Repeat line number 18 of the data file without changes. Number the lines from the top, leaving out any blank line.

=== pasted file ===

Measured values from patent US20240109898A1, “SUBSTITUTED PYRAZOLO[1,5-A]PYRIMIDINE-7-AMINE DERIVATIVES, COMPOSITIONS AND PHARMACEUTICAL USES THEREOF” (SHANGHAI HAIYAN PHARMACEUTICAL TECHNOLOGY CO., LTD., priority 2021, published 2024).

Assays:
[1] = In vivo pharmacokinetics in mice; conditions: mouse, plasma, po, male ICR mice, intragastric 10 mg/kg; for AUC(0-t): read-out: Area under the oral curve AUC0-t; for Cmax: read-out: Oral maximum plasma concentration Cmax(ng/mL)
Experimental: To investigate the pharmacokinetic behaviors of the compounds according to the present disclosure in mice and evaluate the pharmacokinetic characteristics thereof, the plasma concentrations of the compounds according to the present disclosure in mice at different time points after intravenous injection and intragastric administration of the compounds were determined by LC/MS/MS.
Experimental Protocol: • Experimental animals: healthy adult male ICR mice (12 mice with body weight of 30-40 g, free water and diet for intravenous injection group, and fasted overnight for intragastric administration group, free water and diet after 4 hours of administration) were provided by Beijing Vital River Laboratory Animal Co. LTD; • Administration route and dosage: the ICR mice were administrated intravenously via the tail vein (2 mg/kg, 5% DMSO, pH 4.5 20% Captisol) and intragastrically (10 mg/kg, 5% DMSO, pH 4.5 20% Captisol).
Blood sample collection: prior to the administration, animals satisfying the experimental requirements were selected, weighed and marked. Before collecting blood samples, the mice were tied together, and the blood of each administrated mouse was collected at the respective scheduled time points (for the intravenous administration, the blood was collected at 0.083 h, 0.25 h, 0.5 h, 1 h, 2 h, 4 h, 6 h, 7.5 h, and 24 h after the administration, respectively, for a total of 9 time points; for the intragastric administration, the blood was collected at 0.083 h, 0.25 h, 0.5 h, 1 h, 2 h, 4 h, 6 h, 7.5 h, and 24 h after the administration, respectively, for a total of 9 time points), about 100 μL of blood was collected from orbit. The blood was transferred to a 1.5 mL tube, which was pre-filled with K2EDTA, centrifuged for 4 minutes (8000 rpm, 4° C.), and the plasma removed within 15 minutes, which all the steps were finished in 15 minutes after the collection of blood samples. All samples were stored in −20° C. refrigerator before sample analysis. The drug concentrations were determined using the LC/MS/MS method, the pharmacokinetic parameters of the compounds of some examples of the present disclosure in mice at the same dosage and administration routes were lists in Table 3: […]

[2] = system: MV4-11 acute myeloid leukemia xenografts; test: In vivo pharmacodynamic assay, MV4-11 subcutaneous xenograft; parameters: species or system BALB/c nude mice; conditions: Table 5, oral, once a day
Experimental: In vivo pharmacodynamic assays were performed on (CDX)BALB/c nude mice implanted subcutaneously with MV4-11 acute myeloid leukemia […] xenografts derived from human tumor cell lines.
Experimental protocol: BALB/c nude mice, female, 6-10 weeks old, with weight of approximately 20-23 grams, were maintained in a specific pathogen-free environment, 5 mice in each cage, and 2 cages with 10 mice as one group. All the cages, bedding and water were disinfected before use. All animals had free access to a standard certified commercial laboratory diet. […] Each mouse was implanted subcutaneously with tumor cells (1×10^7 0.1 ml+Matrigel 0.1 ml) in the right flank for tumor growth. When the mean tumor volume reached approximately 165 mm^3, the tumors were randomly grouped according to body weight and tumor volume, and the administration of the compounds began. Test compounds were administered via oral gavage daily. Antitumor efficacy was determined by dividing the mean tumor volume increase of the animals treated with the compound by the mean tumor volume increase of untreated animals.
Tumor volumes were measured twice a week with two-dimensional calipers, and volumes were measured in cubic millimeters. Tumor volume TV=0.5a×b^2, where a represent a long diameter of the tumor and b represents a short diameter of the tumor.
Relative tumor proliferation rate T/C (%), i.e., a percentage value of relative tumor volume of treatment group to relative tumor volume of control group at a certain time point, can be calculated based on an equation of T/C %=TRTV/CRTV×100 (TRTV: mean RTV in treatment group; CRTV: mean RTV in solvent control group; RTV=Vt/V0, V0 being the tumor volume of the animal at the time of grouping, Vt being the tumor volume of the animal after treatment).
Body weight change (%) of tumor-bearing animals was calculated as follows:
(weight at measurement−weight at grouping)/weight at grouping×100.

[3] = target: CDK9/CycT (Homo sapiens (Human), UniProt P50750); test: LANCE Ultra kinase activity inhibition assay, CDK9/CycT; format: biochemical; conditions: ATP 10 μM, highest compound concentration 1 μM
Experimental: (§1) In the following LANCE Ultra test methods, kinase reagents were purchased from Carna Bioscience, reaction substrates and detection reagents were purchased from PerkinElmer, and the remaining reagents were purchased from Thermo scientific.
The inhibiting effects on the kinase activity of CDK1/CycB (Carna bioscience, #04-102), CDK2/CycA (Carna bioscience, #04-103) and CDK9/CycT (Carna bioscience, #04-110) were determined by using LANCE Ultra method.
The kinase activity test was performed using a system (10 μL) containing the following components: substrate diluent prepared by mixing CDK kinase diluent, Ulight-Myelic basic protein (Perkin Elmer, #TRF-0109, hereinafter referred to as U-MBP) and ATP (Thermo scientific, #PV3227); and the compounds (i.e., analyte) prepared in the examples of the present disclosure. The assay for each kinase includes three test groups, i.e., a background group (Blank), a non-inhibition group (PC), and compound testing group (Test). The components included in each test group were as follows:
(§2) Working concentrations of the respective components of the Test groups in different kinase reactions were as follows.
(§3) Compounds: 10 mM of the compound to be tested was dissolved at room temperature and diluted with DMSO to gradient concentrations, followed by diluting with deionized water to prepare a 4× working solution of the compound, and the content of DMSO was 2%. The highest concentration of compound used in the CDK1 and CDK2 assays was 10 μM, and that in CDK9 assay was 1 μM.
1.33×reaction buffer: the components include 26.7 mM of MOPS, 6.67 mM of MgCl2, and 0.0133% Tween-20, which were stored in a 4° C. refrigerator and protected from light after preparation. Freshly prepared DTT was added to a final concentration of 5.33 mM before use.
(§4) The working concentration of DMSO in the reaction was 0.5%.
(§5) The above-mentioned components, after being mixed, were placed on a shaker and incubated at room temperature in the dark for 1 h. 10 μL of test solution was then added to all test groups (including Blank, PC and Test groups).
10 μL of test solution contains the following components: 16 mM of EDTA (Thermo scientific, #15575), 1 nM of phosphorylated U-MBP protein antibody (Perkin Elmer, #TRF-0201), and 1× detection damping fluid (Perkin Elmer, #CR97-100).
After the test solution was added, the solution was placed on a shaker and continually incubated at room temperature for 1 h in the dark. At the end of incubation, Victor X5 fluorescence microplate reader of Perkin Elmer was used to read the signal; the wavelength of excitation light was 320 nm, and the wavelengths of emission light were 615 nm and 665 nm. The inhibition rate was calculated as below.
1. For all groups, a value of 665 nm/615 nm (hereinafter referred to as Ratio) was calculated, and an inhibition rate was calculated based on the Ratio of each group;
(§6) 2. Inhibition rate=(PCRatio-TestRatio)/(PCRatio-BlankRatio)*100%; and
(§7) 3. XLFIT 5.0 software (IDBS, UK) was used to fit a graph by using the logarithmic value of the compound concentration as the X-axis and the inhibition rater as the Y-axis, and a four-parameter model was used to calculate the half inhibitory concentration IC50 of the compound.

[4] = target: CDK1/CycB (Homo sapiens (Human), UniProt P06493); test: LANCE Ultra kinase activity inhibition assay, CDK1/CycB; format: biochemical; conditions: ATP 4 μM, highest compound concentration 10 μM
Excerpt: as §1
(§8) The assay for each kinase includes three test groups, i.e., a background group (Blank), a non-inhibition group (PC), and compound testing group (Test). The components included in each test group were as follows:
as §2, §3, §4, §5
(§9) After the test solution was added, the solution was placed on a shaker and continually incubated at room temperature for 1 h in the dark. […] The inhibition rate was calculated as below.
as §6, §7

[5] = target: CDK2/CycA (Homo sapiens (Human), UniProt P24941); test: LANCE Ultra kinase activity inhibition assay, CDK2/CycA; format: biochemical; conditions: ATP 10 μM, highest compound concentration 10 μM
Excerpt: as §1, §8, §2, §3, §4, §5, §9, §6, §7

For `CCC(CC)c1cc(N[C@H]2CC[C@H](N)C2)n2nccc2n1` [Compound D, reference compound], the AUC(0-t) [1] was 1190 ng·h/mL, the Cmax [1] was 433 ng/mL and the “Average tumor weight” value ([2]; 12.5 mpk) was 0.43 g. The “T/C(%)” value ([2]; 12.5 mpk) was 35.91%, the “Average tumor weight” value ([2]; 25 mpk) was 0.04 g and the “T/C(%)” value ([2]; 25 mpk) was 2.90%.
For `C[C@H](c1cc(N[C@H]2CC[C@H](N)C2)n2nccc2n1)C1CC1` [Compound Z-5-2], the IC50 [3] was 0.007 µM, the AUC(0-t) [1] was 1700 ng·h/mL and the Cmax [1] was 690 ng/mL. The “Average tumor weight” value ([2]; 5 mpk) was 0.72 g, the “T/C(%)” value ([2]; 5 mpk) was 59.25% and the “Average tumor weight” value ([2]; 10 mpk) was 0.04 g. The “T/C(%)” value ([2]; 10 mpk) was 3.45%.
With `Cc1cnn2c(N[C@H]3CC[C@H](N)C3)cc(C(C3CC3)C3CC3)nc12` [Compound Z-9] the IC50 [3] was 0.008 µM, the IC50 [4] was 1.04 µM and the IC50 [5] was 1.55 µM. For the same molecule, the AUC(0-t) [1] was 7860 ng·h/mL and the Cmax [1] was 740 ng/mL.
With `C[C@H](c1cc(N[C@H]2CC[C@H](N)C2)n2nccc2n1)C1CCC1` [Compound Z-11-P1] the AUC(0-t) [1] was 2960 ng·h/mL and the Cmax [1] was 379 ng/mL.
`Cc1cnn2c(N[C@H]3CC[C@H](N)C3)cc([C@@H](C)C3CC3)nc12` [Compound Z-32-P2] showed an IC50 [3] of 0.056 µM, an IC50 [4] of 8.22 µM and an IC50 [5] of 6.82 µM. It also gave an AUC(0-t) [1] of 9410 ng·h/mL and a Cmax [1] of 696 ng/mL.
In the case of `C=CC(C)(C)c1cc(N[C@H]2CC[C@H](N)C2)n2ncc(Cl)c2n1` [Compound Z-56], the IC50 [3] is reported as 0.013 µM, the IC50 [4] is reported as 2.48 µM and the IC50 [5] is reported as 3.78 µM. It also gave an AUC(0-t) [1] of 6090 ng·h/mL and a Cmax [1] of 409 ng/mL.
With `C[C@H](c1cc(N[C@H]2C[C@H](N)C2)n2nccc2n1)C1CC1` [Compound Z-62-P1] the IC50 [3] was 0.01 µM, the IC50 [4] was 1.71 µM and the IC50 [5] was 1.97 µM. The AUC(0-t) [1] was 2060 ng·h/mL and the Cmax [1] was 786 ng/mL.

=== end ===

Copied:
(§2) Working concentrations of the respective components of the Test groups in different kinase reactions were as follows.